"whether one is catholic now is irrelevant,
the history of Europe and the Western world
(and many colonies)
is written through the force of laws that extend back
to the time when everyone was catholic- by choice, or not. "

i like the way you lump all religions together. haw! you
hit it, just right...the Penis making one last
power play in a world
we simply gotta accept
has wimminz in it.

They are a bother.

(arg. i learned much about the pelvis. all i can
say is: i am glad i am a boy!)

Whatever church we are talking about is corrupt.
It is corrupt because it does not focus
on the living experience
of Union with God. Gawd.
The tao. Uh, boo-dah.
The Satori.
this is religion's rightful realm,
in the soul,
not the body.


The church loses its legitimacy without patriarchical power structures, and patriarchy has been losing a lot of steam.
good!
Check out the NYTines this morning---turns out Karen Santorum's fella, back before Rick---was her OBSTETRICIAN!

This was in Karen's pre-papist days. The guy was 60. She was 20.

Ain't love grand?

No Daddy issues here. . . . .

(And no---I am not making this up)
Very well said OB. Thanks for this.
This should be published in the NY Times! And I have to admit the turtles wisecrack was going through my head as I read it. You should have published this on a weekday when they had a full staff. it would have been an Editors Pick. Oryoki the next time you write something like this consult with me before you title it. You want people researching these issues to be able to Google this.
Jack, you can always PM with suggestions for key words for SOE, I am not so great at that. I do, however, believe that Conservativism of all stripes is based on issues of paternity and patriarchy.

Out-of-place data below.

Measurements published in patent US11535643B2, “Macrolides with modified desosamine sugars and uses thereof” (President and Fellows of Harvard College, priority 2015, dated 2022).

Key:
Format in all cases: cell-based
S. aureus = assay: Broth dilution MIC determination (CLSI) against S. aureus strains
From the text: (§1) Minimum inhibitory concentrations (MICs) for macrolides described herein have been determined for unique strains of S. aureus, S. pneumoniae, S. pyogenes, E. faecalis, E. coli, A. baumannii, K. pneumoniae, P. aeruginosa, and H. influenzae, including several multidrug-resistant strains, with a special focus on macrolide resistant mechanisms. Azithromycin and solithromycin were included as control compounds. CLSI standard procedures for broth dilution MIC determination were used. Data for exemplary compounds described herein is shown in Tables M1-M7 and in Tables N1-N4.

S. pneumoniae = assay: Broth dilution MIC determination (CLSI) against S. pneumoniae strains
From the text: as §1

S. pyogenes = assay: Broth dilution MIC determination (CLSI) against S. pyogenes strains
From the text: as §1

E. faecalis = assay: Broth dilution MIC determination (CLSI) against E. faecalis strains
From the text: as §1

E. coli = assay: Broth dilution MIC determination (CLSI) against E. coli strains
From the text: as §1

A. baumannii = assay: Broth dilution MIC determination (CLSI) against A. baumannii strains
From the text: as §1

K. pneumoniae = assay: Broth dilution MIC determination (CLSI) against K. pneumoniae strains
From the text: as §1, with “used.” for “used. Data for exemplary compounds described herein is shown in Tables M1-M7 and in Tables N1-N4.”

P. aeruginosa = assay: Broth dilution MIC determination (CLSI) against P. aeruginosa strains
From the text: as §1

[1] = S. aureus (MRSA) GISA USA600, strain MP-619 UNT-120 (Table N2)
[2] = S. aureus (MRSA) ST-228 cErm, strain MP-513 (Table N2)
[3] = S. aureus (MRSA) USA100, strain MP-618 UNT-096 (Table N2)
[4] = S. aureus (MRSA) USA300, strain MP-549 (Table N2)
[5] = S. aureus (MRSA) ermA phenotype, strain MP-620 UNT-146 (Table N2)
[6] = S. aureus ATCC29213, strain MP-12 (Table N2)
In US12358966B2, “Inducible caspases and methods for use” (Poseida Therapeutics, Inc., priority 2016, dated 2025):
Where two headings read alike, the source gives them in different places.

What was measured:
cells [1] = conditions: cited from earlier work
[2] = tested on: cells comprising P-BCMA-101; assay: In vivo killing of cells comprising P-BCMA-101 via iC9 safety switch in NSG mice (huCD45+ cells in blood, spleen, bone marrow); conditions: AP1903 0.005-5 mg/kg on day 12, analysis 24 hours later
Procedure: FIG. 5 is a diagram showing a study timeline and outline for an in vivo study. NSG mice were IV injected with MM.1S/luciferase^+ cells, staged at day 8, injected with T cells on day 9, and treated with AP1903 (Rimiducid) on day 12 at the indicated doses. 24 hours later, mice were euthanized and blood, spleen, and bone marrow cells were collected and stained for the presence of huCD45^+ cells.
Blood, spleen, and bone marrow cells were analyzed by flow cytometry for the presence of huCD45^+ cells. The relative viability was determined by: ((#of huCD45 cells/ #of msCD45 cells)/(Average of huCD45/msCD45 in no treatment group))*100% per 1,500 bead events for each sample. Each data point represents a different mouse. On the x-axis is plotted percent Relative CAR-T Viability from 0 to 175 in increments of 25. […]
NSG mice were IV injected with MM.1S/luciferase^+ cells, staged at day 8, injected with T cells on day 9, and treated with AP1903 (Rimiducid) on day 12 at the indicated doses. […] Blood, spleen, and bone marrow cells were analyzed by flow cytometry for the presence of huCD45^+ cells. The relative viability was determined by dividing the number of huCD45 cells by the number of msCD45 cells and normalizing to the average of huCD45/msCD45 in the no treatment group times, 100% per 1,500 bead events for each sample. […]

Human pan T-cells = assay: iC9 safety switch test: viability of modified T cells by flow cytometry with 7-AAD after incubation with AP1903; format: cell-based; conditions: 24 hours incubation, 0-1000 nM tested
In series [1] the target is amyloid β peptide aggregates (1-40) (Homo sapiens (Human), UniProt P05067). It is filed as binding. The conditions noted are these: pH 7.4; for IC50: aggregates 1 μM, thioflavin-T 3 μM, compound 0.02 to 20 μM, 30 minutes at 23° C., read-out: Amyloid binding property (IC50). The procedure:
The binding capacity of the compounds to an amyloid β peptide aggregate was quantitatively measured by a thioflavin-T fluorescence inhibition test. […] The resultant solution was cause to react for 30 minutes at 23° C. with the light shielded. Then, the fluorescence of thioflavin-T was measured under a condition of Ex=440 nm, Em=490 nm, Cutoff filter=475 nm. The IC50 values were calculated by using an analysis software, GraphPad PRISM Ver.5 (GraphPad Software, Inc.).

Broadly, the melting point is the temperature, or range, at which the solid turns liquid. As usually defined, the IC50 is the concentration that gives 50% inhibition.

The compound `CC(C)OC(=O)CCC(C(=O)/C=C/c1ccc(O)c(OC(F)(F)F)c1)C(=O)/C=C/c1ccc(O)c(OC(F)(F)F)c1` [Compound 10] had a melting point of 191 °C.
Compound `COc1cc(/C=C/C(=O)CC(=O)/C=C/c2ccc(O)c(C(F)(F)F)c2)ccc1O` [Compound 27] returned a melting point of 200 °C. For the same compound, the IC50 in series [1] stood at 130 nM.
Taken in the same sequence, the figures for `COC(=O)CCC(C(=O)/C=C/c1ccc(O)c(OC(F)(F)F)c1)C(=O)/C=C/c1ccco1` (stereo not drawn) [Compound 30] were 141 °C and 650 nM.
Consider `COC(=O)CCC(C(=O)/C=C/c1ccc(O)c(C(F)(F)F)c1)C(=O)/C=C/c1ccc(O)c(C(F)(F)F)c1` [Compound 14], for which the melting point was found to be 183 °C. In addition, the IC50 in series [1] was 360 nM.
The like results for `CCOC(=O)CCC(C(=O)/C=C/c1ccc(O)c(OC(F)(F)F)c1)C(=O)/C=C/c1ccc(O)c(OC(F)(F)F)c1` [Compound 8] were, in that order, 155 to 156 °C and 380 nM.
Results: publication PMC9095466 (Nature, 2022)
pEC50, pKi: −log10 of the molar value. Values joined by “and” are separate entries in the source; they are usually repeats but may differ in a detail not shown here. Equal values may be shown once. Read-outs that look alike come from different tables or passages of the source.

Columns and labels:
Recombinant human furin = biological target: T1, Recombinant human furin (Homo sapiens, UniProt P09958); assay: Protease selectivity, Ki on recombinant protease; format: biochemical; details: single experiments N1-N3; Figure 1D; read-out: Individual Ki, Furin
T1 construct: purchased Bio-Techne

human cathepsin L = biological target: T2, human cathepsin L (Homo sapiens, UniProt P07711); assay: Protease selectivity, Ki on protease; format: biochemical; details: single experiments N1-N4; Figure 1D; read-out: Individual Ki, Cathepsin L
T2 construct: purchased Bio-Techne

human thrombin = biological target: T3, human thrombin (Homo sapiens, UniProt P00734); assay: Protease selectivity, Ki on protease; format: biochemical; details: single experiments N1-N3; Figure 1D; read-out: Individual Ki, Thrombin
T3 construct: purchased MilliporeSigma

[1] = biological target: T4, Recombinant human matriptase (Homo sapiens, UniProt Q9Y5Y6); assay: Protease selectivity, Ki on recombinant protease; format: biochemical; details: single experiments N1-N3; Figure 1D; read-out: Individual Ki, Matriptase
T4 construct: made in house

This is, I believe, the basis of Masonic rites and law, as well as similar organizations. God, the Father and Architect of Civilization.

I am also pretty darn sure this is why conservatives despise the OWS movement- it is antithetical to all they hold sacred.
Yeah, it's about control. Which is why I think we shouldn't call it birth control. These products are are family planning devices (something men and women both benefit from) and hormone therapy medications.
Bellwether- it's true, semantics has a big part in this. Abortion is birth control, but not contraception. Hormones are primarily used to prevent pregnancy, but sometimes to facilitate it. Family planning is something that some folks think should only happen in the context of marriage. And pelvic infection can happen to any woman at any time of her life for many reasons.
Wow.

As far as I'm concerned, this issue is primarily symbolic.

And the political discourse has revolved around who is going to over play their hand.

More specifically, this is simply an issue of who is going to directly pay for something. This would not be an issue if we didn't have an arbitrary and inefficient system of funding health care as an employee benefit. And Churches finding themselves becoming large employers by participating in non core activities. If they are going to participate in society in a fashion that involves non religious activities (health, education), they have to comply with laws that may conflict with their faith. In fact, Americans allow religions quite a bit of freedom from regulation in matters regarding direct worship.

Obama intelligently responded to a symbolic, non issue with a non solution. That is, if the cost of contraception was a serious issue, then simply mandating that insurers cover it 'for free' wouldn't work. In fact, generic birth control pills are available for $9 at Walmart, Target, etc. Less than any co-payment I have ever dealt with. But the costs will be paid by someone.

What surprised me:

1. Rush handed Obama a huge gift with his unforced blunder.

2. That he still uses the term 'feminazi'. This was stale 15 years ago.

As far as the Patriarchy, I dunno. We are already on third wave feminism.

When largely symbolic culture war issues spring up, passions run amok. The Republicans were grasping at straws, trying to fire up their base. In the process, they blundered into a primitive sexism that fired up a much larger group of men and women.

Republicans have been decisively routed on this issue. The smart course of action is to pour just enough gasoline to allow them to self immolate. Too much and we may find ourselves in another cycle of over reach.